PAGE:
We are still reading about the laws which were given to the people through Moses. Chapter 23 starts out with laws I call “attitudes of justice.”
The Hebrews are not supposed to make false reports against each other, or take bribes, or oppress strangers. Neither are they to be partial to someone just because they are poor.
All of these laws are familiar to us today, as we attempt to be honorable people.
In 23:14, we are introduced to three feasts which are to be instituted. We will hear about these several times in the Old Testament. I think of them as a way of introducing the Jews to the experiences Jesus , the Savior, would lead us into.
The first feast is the Passover, preceded by the Feast Of Unleavened Bread. This feast represents the born again experience, when we receive Jesus as Lord and Savior. He is the Passover Lamb sent by God for the final sacrifice. When they observe Passover, they are pointing to that fact.
The second feast is the Feast Of Pentecost. (They have other names for it: Feast of Harvest or Feast of First fruits). In the Christian life, this represents the Day of Pentecost, when Jesus waved the First Fruits before the Father.
These first fruits were the new believers who had received the Baptism in the Holy Spirit in the Book of Acts. The Holy Spirit entered the hearts of the people and they became empowered to be the witnesses of Jesus to the world. By the way, this happened on the Jewish Day of Pentecost.
The third feast is The Feast Of Ingathering (or the Feast of Booths, or Feast of Tabernacles). This feast represents the believer’s walk closely with the Lord – worshiping, praising, and living for Jesus in the new covenant.
The Lord then reminds the people that He will send an angel before them and they must obey this angel. He will lead them to the new land, the promised land.
Imagine yourself being a part of this group. Every day must have been full of surprises, as they were introduced to God’s concepts. He was obviously full of great power, but sometimes he must have seemed very strict. He had to be strict. He was leading these people into a new life – a life filled with tremendous blessing, but also tremendous responsibility.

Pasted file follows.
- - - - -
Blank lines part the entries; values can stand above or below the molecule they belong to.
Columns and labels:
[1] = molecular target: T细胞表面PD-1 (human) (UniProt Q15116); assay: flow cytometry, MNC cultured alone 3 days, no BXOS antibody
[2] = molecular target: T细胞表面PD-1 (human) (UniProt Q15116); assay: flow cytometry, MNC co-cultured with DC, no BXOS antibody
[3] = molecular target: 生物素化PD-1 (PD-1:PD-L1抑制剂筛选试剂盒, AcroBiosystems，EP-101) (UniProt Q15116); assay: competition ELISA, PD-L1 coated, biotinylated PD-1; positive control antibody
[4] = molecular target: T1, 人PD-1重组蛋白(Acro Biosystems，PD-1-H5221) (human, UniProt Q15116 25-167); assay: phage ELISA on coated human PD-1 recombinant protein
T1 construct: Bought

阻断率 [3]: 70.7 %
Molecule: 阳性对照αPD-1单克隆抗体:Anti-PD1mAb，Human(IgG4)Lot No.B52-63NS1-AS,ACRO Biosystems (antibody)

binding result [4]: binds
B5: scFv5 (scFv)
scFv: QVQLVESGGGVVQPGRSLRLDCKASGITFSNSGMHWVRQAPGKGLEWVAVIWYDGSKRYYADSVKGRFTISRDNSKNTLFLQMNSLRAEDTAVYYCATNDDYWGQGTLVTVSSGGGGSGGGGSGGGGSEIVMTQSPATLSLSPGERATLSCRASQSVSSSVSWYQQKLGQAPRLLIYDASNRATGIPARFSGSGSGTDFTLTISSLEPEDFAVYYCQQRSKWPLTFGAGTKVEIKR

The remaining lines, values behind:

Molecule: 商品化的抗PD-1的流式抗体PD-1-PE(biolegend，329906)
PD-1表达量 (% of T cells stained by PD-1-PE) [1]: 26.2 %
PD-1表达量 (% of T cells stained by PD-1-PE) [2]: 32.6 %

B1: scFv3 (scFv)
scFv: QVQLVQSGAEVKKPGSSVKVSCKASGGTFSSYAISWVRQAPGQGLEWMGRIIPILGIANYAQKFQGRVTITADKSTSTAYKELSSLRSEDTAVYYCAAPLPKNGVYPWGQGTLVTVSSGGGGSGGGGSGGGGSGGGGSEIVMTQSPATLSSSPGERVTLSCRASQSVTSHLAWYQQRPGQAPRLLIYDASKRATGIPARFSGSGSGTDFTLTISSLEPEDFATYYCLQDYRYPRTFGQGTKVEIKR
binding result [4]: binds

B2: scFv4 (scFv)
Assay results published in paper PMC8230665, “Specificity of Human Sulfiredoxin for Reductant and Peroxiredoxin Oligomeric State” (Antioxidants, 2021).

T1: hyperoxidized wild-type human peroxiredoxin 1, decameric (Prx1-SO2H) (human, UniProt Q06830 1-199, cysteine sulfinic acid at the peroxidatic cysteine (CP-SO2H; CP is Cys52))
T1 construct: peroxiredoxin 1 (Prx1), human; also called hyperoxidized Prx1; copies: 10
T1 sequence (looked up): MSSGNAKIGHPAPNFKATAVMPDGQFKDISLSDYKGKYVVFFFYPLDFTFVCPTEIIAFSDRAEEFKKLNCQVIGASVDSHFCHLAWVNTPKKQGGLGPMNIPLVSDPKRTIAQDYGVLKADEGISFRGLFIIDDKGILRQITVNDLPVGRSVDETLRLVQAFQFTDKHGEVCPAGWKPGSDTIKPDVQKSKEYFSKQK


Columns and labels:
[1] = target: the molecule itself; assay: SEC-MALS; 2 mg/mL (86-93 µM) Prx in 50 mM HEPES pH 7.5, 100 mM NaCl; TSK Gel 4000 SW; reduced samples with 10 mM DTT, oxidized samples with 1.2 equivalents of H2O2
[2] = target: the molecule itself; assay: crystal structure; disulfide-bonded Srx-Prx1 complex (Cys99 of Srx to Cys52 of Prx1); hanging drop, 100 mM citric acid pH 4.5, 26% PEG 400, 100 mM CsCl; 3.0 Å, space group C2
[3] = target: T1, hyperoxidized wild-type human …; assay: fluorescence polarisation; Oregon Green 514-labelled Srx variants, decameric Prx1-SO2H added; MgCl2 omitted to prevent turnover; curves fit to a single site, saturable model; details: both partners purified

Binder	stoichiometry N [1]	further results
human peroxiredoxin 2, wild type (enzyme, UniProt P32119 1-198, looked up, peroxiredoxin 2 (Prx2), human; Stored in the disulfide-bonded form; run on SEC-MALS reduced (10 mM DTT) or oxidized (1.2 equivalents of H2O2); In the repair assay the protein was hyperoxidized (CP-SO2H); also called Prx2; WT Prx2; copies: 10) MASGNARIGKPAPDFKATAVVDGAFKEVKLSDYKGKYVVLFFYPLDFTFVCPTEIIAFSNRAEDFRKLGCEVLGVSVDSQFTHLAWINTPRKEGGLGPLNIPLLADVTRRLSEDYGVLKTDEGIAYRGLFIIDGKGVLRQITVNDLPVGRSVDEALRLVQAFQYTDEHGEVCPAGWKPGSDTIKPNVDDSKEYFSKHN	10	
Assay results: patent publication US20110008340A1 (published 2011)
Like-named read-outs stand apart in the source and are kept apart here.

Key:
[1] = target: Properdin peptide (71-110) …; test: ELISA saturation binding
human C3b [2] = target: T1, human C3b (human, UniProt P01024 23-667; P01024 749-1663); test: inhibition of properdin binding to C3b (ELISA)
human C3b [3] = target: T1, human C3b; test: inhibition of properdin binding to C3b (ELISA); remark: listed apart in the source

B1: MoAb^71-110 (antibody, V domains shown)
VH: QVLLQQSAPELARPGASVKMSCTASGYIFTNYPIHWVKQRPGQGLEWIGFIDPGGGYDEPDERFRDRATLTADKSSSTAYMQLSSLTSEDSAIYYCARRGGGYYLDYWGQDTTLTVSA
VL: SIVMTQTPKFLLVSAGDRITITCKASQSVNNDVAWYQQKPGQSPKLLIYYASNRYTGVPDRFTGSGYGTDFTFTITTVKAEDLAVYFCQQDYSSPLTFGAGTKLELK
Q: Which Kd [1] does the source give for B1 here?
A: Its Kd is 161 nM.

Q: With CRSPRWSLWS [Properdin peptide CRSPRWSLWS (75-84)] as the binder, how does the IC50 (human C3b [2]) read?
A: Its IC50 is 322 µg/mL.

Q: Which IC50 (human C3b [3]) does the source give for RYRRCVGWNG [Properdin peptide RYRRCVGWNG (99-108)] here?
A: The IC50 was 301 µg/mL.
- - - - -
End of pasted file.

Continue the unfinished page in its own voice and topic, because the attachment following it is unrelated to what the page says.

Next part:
Tomorrow there will be more on the pattern of the tabernacle. Lots of symbolism there also.
Matthew 21: 1-22
Wasn’t Jesus bold? When you think about the fact that so many Pharisees and Sadducees were following Him and harassing Him, His boldness was amazing. he never flinched; He just grew bolder.
As Jesus was to enter Jerusalem, He sent for what He needed – a donkey and a colt, so that He might ride on them.
Later as we read in the Old Testament, we will see how the Ark of the Covenant would be carried amidst praise. During that time in history, the Ark represented the glory of God. As He made His entrance into Jerusalem in this way, Jesus was showing the people that He was the glory of God. He was being praised and honored by those who cried out Hosanna.
He then proceeds to drive the money changers from the temple. They were defiling the temple by using every opportunity to make a profit. Their hearts weren’t toward the purpose of the sacrifices; they just wanted the money for the doves.
Verse 15 is interesting. When the chief priests saw what “wonderful things” He had done, and the children who were praising Him, they “became indignant.” Can you say, “jealous?”
I am skipping the Fig Tree episode here, because I like the Mark account so much.